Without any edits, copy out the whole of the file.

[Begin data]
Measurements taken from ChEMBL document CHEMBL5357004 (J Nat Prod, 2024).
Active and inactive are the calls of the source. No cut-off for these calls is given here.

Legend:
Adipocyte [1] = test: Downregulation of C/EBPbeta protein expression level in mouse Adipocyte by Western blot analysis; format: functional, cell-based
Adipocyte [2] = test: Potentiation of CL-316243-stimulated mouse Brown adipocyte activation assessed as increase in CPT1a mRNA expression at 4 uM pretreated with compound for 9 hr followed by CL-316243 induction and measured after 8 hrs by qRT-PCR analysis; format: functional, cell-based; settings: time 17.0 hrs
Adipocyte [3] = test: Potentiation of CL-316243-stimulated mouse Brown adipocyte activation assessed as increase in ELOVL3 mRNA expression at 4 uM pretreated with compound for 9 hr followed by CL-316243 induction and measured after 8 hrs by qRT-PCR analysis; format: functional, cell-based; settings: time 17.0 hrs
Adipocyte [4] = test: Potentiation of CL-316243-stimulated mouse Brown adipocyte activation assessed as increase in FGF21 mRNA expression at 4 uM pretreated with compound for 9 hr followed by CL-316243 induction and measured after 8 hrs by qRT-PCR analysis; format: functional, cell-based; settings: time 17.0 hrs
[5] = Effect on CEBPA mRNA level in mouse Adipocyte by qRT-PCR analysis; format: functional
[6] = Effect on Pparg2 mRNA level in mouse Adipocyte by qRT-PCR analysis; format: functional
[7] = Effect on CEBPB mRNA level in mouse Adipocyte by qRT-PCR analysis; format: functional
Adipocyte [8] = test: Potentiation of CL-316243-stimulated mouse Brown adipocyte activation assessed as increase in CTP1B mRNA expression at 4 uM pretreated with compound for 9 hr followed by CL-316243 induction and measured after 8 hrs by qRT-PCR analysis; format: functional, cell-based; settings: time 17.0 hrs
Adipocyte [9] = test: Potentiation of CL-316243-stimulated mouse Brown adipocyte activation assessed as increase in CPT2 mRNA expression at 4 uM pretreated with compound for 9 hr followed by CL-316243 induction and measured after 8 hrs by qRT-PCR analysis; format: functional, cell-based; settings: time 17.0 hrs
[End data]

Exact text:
Measurements taken from ChEMBL document CHEMBL5357004 (J Nat Prod, 2024).
Active and inactive are the calls of the source. No cut-off for these calls is given here.

Legend:
Adipocyte [1] = test: Downregulation of C/EBPbeta protein expression level in mouse Adipocyte by Western blot analysis; format: functional, cell-based
Adipocyte [2] = test: Potentiation of CL-316243-stimulated mouse Brown adipocyte activation assessed as increase in CPT1a mRNA expression at 4 uM pretreated with compound for 9 hr followed by CL-316243 induction and measured after 8 hrs by qRT-PCR analysis; format: functional, cell-based; settings: time 17.0 hrs
Adipocyte [3] = test: Potentiation of CL-316243-stimulated mouse Brown adipocyte activation assessed as increase in ELOVL3 mRNA expression at 4 uM pretreated with compound for 9 hr followed by CL-316243 induction and measured after 8 hrs by qRT-PCR analysis; format: functional, cell-based; settings: time 17.0 hrs
Adipocyte [4] = test: Potentiation of CL-316243-stimulated mouse Brown adipocyte activation assessed as increase in FGF21 mRNA expression at 4 uM pretreated with compound for 9 hr followed by CL-316243 induction and measured after 8 hrs by qRT-PCR analysis; format: functional, cell-based; settings: time 17.0 hrs
[5] = Effect on CEBPA mRNA level in mouse Adipocyte by qRT-PCR analysis; format: functional
[6] = Effect on Pparg2 mRNA level in mouse Adipocyte by qRT-PCR analysis; format: functional
[7] = Effect on CEBPB mRNA level in mouse Adipocyte by qRT-PCR analysis; format: functional
Adipocyte [8] = test: Potentiation of CL-316243-stimulated mouse Brown adipocyte activation assessed as increase in CTP1B mRNA expression at 4 uM pretreated with compound for 9 hr followed by CL-316243 induction and measured after 8 hrs by qRT-PCR analysis; format: functional, cell-based; settings: time 17.0 hrs
Adipocyte [9] = test: Potentiation of CL-316243-stimulated mouse Brown adipocyte activation assessed as increase in CPT2 mRNA expression at 4 uM pretreated with compound for 9 hr followed by CL-316243 induction and measured after 8 hrs by qRT-PCR analysis; format: functional, cell-based; settings: time 17.0 hrs